Energy storage in a motor
Doffing, John E.
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Energy storage can be used to fill gaps when energy production systems of a variable or cyclical nature such as renewable energy sources are offline. This thesis research is the study of an energy storage device using high temperature superconducting windings. The device studied is designed to store mechanical and electrical energy. Mechanical energy is stored as inertia in the mass of the spinning rotor. This rotor inertial energy storage is very similar to the energy stored in a flywheel. Magnetic energy is stored in the motor's rotor windings and possibly in the field windings. Current flowing in these windings will create a magnetic field to store energy proportional to the current and number of turns in the coils and will also provide the impetus, in conjunction with pulses in the field coils, to spin the flywheel / rotor. The proposed device was studied to determine the amount of energy that can be stored and to estimate losses incurred to keep the mass of the rotor spinning and the losses resulting from operating the peripheral devices needed for operation. Feasibility and practicality were also examined for the proposed device.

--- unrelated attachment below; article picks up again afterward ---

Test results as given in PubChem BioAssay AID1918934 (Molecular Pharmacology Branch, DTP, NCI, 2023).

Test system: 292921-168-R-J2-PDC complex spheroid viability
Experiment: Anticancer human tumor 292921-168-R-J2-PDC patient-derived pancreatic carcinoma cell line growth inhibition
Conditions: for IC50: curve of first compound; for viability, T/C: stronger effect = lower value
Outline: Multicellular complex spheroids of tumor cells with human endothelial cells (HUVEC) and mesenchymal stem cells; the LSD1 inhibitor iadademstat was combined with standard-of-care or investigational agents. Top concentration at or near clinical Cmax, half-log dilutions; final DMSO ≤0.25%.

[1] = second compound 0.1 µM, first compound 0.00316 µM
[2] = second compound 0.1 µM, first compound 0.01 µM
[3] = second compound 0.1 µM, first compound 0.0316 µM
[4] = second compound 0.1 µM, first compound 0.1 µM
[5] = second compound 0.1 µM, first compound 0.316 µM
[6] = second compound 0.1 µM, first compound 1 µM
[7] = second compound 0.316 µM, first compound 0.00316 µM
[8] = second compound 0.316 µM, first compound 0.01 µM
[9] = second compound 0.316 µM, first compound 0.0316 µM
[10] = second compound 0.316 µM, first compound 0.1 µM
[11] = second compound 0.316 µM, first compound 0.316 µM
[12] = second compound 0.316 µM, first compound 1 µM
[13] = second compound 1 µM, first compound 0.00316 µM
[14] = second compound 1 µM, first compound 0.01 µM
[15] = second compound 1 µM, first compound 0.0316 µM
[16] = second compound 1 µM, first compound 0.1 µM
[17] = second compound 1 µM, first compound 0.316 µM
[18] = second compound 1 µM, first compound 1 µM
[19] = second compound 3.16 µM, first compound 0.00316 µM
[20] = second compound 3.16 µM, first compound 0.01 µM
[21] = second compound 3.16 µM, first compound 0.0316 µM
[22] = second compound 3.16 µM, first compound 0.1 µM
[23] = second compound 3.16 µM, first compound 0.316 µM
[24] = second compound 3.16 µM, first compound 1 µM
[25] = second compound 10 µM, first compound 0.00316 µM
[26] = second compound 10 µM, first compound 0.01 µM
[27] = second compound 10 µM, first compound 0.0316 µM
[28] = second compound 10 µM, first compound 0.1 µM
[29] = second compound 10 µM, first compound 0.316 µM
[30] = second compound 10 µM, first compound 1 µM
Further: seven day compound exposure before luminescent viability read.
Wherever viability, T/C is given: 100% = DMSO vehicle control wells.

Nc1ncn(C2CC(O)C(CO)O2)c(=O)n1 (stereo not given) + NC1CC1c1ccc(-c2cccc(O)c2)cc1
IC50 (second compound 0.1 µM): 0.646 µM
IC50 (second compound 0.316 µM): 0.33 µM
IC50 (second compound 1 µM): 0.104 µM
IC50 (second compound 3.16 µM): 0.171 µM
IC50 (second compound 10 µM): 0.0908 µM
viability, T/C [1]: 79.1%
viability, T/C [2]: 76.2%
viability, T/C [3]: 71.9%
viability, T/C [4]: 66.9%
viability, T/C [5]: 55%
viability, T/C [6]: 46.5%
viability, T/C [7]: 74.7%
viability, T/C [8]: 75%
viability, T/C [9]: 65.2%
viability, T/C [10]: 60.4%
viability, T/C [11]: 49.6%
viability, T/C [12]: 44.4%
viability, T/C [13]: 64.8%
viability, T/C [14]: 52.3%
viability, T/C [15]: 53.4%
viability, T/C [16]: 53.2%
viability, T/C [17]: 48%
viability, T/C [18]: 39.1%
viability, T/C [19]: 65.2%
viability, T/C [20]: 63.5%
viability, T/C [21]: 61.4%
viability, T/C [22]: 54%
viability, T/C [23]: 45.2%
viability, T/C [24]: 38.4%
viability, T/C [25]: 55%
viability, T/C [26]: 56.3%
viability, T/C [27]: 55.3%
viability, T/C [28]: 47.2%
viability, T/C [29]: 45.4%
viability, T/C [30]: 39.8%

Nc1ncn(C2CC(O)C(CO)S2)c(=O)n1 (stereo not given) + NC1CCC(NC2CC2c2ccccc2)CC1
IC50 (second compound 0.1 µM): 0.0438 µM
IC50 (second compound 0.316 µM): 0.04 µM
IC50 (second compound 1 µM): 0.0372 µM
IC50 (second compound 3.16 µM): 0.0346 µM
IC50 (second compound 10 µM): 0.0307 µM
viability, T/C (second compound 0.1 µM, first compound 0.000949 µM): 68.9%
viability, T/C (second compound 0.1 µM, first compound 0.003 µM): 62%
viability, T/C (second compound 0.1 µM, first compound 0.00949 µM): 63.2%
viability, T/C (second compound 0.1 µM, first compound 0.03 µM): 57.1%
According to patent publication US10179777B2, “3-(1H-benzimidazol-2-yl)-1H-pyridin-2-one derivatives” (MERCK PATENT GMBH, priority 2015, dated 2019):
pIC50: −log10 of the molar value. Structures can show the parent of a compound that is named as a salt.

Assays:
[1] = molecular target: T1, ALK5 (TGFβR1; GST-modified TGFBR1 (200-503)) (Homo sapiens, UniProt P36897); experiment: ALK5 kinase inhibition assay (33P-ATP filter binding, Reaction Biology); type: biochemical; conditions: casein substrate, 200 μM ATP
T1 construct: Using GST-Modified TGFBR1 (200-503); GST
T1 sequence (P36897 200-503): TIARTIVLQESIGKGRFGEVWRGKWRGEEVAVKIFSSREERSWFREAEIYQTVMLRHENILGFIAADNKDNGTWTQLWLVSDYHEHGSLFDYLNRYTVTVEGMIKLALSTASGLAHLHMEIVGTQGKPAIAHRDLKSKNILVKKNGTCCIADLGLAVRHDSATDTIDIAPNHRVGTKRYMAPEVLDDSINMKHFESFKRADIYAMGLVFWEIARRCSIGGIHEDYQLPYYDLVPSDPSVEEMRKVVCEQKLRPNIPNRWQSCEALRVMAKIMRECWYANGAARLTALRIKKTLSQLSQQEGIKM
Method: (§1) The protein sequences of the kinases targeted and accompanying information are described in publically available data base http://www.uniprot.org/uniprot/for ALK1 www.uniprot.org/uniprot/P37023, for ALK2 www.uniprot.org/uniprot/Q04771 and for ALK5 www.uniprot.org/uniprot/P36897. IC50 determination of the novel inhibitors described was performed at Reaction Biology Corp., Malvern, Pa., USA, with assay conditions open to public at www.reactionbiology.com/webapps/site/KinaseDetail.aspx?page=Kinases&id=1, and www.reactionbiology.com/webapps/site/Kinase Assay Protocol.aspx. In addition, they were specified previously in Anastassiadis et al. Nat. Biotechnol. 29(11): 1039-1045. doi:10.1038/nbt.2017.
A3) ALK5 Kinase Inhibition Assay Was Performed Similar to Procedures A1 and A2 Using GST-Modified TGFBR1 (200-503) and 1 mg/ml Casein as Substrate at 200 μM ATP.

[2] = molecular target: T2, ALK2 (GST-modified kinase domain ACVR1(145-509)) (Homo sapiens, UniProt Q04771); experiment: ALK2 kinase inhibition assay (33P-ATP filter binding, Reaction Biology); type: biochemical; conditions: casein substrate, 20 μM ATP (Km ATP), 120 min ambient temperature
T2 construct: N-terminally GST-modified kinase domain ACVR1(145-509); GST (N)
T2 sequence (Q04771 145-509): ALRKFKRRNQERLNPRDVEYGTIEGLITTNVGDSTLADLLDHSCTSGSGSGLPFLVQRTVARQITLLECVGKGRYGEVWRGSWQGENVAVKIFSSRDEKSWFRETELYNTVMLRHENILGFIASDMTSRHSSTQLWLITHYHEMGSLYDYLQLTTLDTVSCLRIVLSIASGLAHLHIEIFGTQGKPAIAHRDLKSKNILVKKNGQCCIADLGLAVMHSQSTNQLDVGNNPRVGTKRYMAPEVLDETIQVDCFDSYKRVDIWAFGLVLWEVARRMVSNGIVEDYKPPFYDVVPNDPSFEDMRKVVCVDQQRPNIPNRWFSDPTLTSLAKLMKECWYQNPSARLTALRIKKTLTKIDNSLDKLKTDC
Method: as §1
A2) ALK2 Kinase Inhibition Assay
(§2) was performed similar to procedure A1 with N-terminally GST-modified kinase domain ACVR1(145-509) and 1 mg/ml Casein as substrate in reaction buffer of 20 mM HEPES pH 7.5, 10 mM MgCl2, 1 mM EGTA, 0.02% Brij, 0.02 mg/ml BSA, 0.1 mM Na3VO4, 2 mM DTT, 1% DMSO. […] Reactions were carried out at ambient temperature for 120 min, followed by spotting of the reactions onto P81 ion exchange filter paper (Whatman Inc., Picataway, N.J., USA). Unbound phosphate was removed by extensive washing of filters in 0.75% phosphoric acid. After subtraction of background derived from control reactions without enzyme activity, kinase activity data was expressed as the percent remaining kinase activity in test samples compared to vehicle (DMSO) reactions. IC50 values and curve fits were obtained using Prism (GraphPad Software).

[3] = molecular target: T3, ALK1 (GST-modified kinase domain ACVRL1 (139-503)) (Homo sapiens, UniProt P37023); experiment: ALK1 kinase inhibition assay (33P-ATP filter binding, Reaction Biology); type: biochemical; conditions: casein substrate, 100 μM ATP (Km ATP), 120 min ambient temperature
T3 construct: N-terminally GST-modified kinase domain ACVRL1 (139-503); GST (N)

Thesis (M.S.)--Wichita State University, College of Engineering, Dept. of Electrical Engineering and Computer Science